The social network announced today a test that lets retailers, including Burberry and Home Depot, add the Buy button to their tweets. Only a small percentage of Twitter uses will see these posts for now, although that’s likely to increase over time, Twitter says.

Twitter Inc. is diving headfirst into e-commerce.

The social network today announced a test that lets retailers, nonprofits and musical artists add a Buy button to their tweets. Burberry Ltd., No. 314 in the 2014 Top 500 Guide, and The Home Depot Inc., No. 16, are among the merchants participating in the test.

Only a “small percentage” of U.S. users will see those tweets, says a Twitter spokesman, although he adds that the percentage will likely grow over time.

The offers will encourage shoppers to act right away. By enabling shoppers to buy without leaving the social network, Twitter will make shopping from mobile devices convenient and easy and “hopefully even fun,” says Nathan Hubbard, Twitter’s head of commerce.

It’s a good strategy because it doesn’t force users to change the way they use Twitter, says Lou Kerner, a social media analyst and investor at The Social Internet Fund.


“Twitter is about what’s happening right now, and so as long as e-commerce follows that approach, using sales with a short lifespan or that offer a limited number of items, it should work extremely well,” he says.

When a shopper clicks the Buy button, he’ll be taken to a product page on Twitter. There he’ll be prompted to enter his shipping and payment information. Once that’s entered and confirmed, the shopper’s order information is sent to the merchant for delivery.

Twitter is working with Stripe to process payments during the test, although some merchants participating in the test can use other processors that work with shopping-focused social network Fancy, e-commerce platform Gumroad and music-focused e-commerce platform Musictoday. A Twitter spokesman says the social network will add more vendors as it expands the test.

Twitter hopes e-commerce emerges as a significant revenue driver, but it is not yet sure where that revenue will come from. The test will examine several different models that range from charging a commission for sales generated to requiring merchants to pay to promote tweets that include the Buy button, says a spokesman. Twitter is expected to account for 1.6% of U.S. digital ad spending this year, up from 1.0% last year, according to estimates by research firm eMarketer Inc. On mobile devices, the social network is expected to account for 3.5% of the U.S. mobile advertising market in 2014, up from 3.1% last year.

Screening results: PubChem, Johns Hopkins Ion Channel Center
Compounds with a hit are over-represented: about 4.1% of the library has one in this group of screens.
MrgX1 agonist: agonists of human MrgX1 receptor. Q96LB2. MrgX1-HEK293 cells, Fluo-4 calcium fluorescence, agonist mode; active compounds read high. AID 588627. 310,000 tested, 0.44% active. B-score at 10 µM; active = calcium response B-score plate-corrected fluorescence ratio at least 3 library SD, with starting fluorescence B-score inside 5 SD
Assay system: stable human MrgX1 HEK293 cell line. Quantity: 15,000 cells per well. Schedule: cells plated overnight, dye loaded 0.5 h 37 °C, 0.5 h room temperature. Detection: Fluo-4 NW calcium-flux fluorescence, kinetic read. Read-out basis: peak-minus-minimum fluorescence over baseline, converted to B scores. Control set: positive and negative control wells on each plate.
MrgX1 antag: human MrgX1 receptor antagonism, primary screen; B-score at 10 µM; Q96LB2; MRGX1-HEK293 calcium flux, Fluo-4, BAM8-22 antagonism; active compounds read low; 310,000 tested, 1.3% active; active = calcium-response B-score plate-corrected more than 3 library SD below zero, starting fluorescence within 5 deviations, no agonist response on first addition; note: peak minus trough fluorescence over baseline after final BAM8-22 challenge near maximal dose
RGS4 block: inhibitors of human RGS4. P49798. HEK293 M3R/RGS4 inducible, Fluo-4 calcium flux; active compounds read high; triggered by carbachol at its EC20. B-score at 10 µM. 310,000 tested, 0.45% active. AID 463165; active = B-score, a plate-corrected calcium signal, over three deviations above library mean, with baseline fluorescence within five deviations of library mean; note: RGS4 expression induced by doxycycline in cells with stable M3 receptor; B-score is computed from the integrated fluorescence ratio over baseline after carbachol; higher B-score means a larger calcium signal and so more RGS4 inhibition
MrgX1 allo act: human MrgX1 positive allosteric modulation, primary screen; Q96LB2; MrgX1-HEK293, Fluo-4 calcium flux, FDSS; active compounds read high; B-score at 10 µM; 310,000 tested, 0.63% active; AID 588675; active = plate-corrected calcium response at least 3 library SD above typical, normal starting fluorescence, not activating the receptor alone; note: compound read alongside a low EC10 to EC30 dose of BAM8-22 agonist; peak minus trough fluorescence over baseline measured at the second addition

The social network says it is focused on keeping shoppers’ payment card information secure but also convenient. It says it will encrypt shoppers’ payment and shipping information and will not share shoppers’ credit card information with sellers without buyers’ consent.


Twitter also say it will safely store that information after a shopper’s first transaction. That will enable a shopper to avoid having to reenter his information on subsequent purchases.

The move is the boldest step into e-commerce the social network has taken to date, but it isn’t its first move in that direction. For example, last year it worked with American Express to enable its users to buy products directly on the microblogging service for AmEx cardholders who linked their cards with their Twitter accounts. And last fall it worked with Starbucks Corp. to launch a digital gift program on the platform.

The launch of the Buy button comes on the heels of Facebook testing a Buy button that lets users click the button on ads and page posts to purchase a product directly from a business without leaving the social network.